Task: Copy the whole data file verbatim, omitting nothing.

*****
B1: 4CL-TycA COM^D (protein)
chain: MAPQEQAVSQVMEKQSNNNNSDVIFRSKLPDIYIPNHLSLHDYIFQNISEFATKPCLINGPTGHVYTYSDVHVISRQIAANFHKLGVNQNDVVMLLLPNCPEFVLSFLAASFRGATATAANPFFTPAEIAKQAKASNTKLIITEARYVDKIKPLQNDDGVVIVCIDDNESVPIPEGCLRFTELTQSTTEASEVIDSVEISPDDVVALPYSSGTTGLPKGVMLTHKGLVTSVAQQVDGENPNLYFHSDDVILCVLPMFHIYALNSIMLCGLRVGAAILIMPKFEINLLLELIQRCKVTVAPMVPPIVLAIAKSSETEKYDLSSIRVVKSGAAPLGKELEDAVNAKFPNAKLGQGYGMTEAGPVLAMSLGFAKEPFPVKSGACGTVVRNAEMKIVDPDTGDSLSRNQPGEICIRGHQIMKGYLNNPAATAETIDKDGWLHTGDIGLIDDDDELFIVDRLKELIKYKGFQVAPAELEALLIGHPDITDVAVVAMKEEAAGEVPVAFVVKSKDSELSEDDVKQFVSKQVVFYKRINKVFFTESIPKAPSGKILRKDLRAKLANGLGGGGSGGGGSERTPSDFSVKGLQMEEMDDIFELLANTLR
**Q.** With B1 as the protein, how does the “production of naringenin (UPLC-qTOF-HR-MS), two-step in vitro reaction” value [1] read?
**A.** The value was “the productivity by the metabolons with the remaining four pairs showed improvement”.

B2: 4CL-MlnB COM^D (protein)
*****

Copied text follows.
B1: 4CL-TycA COM^D (protein)
chain: MAPQEQAVSQVMEKQSNNNNSDVIFRSKLPDIYIPNHLSLHDYIFQNISEFATKPCLINGPTGHVYTYSDVHVISRQIAANFHKLGVNQNDVVMLLLPNCPEFVLSFLAASFRGATATAANPFFTPAEIAKQAKASNTKLIITEARYVDKIKPLQNDDGVVIVCIDDNESVPIPEGCLRFTELTQSTTEASEVIDSVEISPDDVVALPYSSGTTGLPKGVMLTHKGLVTSVAQQVDGENPNLYFHSDDVILCVLPMFHIYALNSIMLCGLRVGAAILIMPKFEINLLLELIQRCKVTVAPMVPPIVLAIAKSSETEKYDLSSIRVVKSGAAPLGKELEDAVNAKFPNAKLGQGYGMTEAGPVLAMSLGFAKEPFPVKSGACGTVVRNAEMKIVDPDTGDSLSRNQPGEICIRGHQIMKGYLNNPAATAETIDKDGWLHTGDIGLIDDDDELFIVDRLKELIKYKGFQVAPAELEALLIGHPDITDVAVVAMKEEAAGEVPVAFVVKSKDSELSEDDVKQFVSKQVVFYKRINKVFFTESIPKAPSGKILRKDLRAKLANGLGGGGSGGGGSERTPSDFSVKGLQMEEMDDIFELLANTLR
**Q.** With B1 as the protein, how does the “production of naringenin (UPLC-qTOF-HR-MS), two-step in vitro reaction” value [1] read?
**A.** The value was “the productivity by the metabolons with the remaining four pairs showed improvement”.

B2: 4CL-MlnB COM^D (protein)